Fast and furious
Conservatives and liberals have responded quickly to last month's tumultuous Episcopal Convention.
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Over time, church denominations come and go, but one, now known as The Episcopal Church (TEC)-formerly part of the Church of England, and then the Episcopal Church, USA-has had a special spot in American history.
Its first congregation: Jamestown, Va., 1607. Its prominent members: George Washington and one-fourth of all U.S. presidents, as well as many of the country's most notable and influential citizens. Its social prestige: high.
And now, in the aftermath of last month's triennial Episcopal Convention in Columbus, Ohio, (see "Nothing resolved," July 1/8), denominational unity that has been cracking for years now seems shattered. Among the post-convention moves by theological conservatives:
• Seven TEC dioceses, dismayed by the election of pro-gay-agenda Bishop Katharine Schori as the church's next presiding bishop and primate (top leader), say they are looking for "alternative primatial oversight." Several other dioceses are poised to join them. All are distressed by TEC's failure to repent for consecrating a partnered gay, Gene Robinson, as a bishop in 2003.
• Bishop Robert Duncan of Pittsburgh, leader of the two-year-old, theologically conservative Anglican Communion Network, told supporters that "pastoral and apostolic care has been promised without regard to geography. . . . The shape of this care will depend on a very near-range international meeting." The Network's members include 10 dioceses and nearly 1,000 parishes.
• One of the largest Episcopal churches, Christ Church of Plano, Texas, announced it will leave TEC "as soon as possible." The church, whose rector is evangelical activist David Roseberry, has nearly 5,000 active members. Bishop James Stanton of Dallas, also an evangelical, said he supports Roseberry and the church. As for the church property, "It's theirs," he said, "They paid for it." TEC may fight for the property in the courts.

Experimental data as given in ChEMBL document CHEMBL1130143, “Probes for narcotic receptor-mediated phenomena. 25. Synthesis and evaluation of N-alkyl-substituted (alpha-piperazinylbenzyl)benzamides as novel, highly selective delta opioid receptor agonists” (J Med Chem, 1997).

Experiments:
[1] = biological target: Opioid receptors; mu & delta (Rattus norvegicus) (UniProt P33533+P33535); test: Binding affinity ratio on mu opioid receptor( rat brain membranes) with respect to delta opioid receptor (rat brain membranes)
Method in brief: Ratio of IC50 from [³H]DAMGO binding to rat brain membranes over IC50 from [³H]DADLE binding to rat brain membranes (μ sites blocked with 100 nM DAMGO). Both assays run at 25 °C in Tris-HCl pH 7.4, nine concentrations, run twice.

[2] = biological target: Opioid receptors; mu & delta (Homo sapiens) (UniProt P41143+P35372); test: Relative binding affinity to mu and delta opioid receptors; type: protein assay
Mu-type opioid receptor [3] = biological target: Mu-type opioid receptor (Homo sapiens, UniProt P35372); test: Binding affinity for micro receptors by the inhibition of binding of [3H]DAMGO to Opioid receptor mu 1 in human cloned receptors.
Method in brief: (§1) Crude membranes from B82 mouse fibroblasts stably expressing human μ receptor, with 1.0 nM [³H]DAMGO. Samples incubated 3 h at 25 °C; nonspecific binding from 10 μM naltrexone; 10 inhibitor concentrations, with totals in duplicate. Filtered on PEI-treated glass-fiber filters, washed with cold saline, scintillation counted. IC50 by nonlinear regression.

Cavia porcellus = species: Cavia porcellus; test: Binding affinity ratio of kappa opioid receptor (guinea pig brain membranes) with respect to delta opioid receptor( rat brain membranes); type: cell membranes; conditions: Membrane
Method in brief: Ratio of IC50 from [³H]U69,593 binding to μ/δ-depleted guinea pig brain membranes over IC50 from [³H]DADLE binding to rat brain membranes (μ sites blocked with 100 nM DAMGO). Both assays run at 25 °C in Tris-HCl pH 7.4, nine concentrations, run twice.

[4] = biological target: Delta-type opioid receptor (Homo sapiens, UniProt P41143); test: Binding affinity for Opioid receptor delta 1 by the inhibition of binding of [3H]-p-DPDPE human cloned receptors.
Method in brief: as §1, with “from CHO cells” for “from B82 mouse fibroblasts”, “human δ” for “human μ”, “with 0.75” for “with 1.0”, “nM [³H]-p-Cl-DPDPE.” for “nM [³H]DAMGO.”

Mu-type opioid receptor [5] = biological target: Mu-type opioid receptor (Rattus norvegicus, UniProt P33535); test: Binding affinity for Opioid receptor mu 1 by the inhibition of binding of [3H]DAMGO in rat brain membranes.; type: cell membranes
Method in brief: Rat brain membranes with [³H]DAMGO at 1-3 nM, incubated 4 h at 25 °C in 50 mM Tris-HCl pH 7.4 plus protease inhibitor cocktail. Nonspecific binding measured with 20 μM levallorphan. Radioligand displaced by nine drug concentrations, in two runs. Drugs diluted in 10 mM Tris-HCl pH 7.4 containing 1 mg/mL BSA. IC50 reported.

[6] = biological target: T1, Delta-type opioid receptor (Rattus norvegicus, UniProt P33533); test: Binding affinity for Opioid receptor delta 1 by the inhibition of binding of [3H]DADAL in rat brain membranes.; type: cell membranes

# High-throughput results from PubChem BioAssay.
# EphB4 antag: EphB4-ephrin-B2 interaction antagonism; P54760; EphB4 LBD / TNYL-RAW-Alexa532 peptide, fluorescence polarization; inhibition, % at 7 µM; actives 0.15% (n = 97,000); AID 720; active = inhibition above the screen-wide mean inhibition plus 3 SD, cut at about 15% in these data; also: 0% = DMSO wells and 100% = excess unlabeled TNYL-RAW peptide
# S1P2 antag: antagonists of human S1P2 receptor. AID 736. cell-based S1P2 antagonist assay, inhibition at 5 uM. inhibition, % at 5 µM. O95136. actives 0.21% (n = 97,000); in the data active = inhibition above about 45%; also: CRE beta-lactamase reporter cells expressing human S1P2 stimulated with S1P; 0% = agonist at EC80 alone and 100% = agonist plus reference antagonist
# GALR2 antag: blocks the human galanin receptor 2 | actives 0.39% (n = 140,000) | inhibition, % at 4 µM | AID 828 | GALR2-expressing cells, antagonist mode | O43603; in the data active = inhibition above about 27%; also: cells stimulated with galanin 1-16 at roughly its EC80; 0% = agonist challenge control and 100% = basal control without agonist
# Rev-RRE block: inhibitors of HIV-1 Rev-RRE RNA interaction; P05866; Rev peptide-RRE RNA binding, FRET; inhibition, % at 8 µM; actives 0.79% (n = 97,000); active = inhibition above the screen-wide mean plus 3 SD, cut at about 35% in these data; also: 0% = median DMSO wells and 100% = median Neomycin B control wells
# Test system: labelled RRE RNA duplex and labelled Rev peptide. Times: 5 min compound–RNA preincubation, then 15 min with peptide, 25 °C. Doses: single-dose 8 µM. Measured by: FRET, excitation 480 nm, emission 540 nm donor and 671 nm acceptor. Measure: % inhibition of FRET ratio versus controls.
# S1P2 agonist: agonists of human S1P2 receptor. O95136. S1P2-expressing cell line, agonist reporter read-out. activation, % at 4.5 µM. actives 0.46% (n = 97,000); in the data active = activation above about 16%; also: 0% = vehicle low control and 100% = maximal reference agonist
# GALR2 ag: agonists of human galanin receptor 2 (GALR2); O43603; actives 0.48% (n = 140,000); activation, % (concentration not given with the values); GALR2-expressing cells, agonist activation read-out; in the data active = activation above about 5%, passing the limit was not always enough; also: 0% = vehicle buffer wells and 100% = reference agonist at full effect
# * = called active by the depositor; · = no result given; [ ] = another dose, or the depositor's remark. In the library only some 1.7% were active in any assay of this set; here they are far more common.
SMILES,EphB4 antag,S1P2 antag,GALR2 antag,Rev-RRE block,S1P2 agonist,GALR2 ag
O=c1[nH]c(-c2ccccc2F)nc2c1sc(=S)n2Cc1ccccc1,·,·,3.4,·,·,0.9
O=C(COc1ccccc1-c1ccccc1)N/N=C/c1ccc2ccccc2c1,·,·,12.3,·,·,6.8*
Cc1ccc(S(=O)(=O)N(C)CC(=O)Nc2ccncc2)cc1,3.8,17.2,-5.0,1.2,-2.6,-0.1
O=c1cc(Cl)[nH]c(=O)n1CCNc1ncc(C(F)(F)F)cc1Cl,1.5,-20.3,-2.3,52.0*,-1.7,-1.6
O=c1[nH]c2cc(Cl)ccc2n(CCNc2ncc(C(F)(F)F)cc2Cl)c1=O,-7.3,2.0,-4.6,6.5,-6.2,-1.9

• At least two other TEC megachurches, Truro Church and The Falls Church in northern Virginia, have been negotiating with the local diocese over their properties (worth $27 million combined). This month both churches announced plans for a 40-day "discernment" period in the fall for prayer, fasting, and discussion over whether to leave TEC. "There's no predetermined outcome," said Rev. John Yates of The Falls Church. Two dozen other Virginia churches also are reportedly discussing a possible exit.
• Archbishop Peter Akinola, primate of the Anglican Church of Nigeria who considers TEC's "revisionism" of Scripture and doctrine a blight on Anglicanism, appointed Truro rector Martyn Minns as "missionary bishop" to a cluster of churches known as the Convocation for Anglicans in North America. Akinola established the churches as a safe haven from TEC for African immigrants, but he may have bigger things in mind.
Foreign bishops aren't supposed to trespass on TEC's turf. Akinola said he "deliberately held back from the move" but decided to go ahead after the convention showed TEC was committed more than ever to an "unbiblical revisionist" agenda. (Among other actions, the convention declined to address the matter of clergy offering same-sex blessings, called on church members to oppose any state or federal amendments that would prohibit same-sex marriage or civil unions, and rejected an amendment putting the church on record as affirming biblical authority.)
Meanwhile, theological liberals are not backing off. The diocese of Newark, N.J., announced the candidates for its next bishop, among them a partnered gay, Rev. Michael Barlowe of San Francisco-despite the convention's call for no more consecrations of non-celibate gays for at least three years.
Left trying to glue together the pieces of a badly-cracked shell is the archbishop of Canterbury, Rowan Williams. Several days after the convention ended Williams issued "reflections" that included a rebuke of TEC for unilaterally consecrating a partnered gay bishop in 2003. Lacing his paper with references to Scripture and Anglican teaching, he also warned against accusing churches of blind bigotry when they say they cannot remain fully in communion with TEC because of what it did in 2003.